Should a country always stand behind its banks?

December 7, 2010

Ever since the financial crisis broke in 2008 some of the world’s major banks have their governments to thank for their survival. The fates of Royal Bank of Scotland or Citibank would have been much worse without large injections of capital from the UK and U.S. authorities. The UK government pumped more than £37 billion into its largest banks in the immediate aftermath of the Lehman Brothers crisis. Ireland took that a step further when it guaranteed all of its banks’ deposits and liabilities. This was affordable, the Irish government said at the time.

However, this policy failed spectacularly. Ireland’s bailout of its banking sector brought the country to the edge of bankruptcy and forced it to accept a 82 billion euro bailout loan from the IMF/ECB and the European Union. More than 30 billion euros of this loan is to re-capitalise the Irish banking sector and the rest is to shore up the state’s finances. The conditions of the loan mean that Ireland will have to implement harsh austerity measures for many years to come that will inevitably hurt growth.

So should governments always stand behind their banks? There are some success stories. Back in 2008, when the global financial sector teetered on the brink of collapse, it was necessary for the world’s major central banks and governments to offer unlimited support to their banks. The chief reason for this was to ensure that credit flowed through the economy to foster growth. In truth however, a mixture of stringent capital rules caused banks to shrink their balance sheets in the teeth of the recession, which didn’t help the overall economy but did boost their balance sheets. In the first six months of 2010 the UK’s four largest banks: Lloyds Banking Group, Royal Bank of Scotland, Barclays and HSBC (the latter two did not receive bailouts) made combined profits of £13.6 billion. This is a far cry from the £22.3 billion they lost in 2008.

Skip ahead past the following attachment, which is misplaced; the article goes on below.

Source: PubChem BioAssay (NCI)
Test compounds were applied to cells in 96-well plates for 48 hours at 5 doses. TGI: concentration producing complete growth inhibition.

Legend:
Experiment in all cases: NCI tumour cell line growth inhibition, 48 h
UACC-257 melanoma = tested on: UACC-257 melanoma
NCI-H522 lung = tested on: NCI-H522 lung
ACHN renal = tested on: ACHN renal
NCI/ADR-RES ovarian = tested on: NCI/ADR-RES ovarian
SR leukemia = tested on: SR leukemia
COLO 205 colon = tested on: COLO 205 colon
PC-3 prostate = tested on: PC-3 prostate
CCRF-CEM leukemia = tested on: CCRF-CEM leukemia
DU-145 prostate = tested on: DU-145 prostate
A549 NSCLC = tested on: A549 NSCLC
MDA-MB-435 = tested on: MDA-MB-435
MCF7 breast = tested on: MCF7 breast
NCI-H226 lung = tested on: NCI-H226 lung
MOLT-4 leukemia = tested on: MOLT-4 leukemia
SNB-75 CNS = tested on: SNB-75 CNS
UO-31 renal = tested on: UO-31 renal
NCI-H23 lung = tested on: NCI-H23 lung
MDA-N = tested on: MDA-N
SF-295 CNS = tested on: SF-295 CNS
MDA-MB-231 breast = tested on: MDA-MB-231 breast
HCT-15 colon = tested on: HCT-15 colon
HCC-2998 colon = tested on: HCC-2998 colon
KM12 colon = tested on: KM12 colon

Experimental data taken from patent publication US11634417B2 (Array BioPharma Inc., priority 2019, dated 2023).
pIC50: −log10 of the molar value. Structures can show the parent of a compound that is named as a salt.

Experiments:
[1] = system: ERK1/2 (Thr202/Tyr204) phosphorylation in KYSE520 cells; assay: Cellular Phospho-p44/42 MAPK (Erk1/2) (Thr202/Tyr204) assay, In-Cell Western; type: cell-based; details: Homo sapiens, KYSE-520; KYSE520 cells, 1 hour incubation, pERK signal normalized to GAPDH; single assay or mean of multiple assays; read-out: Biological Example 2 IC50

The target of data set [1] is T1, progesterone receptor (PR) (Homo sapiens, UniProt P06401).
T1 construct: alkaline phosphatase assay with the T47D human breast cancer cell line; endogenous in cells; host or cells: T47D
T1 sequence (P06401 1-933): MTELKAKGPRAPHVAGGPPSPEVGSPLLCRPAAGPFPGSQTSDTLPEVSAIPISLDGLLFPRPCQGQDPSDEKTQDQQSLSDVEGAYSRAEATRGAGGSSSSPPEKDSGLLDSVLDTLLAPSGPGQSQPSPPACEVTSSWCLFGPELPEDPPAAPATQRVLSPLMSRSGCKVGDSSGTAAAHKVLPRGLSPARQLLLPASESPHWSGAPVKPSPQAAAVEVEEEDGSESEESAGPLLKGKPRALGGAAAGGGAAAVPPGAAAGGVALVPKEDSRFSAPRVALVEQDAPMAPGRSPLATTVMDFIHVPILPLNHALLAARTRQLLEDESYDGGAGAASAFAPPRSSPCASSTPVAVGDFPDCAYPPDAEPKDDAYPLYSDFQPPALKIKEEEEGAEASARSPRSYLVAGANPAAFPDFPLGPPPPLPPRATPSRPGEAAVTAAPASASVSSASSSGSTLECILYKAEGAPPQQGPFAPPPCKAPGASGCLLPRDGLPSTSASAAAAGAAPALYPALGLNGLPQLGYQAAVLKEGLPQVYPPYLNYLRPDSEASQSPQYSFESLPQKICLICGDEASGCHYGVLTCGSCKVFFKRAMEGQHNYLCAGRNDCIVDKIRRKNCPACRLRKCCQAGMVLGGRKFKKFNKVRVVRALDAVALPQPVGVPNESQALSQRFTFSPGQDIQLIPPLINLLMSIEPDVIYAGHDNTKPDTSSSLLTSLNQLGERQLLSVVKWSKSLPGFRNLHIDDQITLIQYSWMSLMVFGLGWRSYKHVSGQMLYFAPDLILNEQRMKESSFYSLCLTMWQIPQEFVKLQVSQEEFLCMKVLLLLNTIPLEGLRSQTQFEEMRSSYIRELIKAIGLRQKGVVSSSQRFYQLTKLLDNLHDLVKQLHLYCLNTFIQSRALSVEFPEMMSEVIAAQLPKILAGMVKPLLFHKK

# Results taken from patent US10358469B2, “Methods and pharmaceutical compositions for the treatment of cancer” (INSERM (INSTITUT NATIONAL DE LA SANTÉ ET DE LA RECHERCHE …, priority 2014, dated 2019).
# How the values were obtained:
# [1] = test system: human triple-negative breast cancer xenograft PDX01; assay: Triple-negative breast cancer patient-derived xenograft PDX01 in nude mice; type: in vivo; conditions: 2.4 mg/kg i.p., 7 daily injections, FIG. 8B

The U.S. banking sector has also seen earnings recover sharply. The Federal Deposit Insurance Corporation (FDIC) announced that the earnings for U.S. banks rose by $14.5 billio in the third quarter of 2010. Now that the banking sector is back on its feet again one can hope that credit conditions will also become more supportive of economic growth. And strong earnings also increase the chances that taxpayers will profit from the capital injections at some point.

So why did things go so wrong for the Irish? There are two reasons. Firstly, the government’s guarantee to cover banks liabilities was too hasty. It didn’t inject capital, instead it promised to write an unlimited number of blank cheques. Secondly, there was a mis-match between the size of the banks’ liabilities and the size of the state. Ireland’s economy was 210 billion euros in 2008, the cost to bailout Anglo Irish Bank alone is at least 30 billion euros, and by some estimates it could be 50 billion. This makes the $40 billion plu capital injection (which then turned into equity) into Citibank look like small change for a $14 trillion economy like the U.S.

The trick is for governments not to bite off more than they can chew, and make sure they have conducted a rigorous analysis of a bank’ liabilities before underwriting its future losses. If you don’t do this then the punishment can be harsh, as Ireland has found out.

On paper Ireland’s banks guarantee doesn’t look like such a good idea, but a bank is also part of a country’s social fabric. Its citizens trust the banks to look after their deposits and expect 24-hour access to their money to fund their living costs – paying for a mortgages, school fees, clothing and food. If customers can’t access their money this hits confidence in the central plank of capitalism – the banks. The US has the FDIC to protect deposits of up to $250,000; Ireland didn’t have an equivalent institution so in October 2008 it had to offer a government guarantee for deposits. This was the right thing to do; however, it should have stopped there. A government should protect the hard-earned savings of its citizens, but it is learning how expensive it can be to essentially take on the risk for banks’ bondholders as well.

The Irish crisis may have been avoided if the government hadn’t been so generous with its guarantee. This could have limited the fallout from the sovereign debt crisis that is now threatening the very existence of the euro zone project and the single currency.

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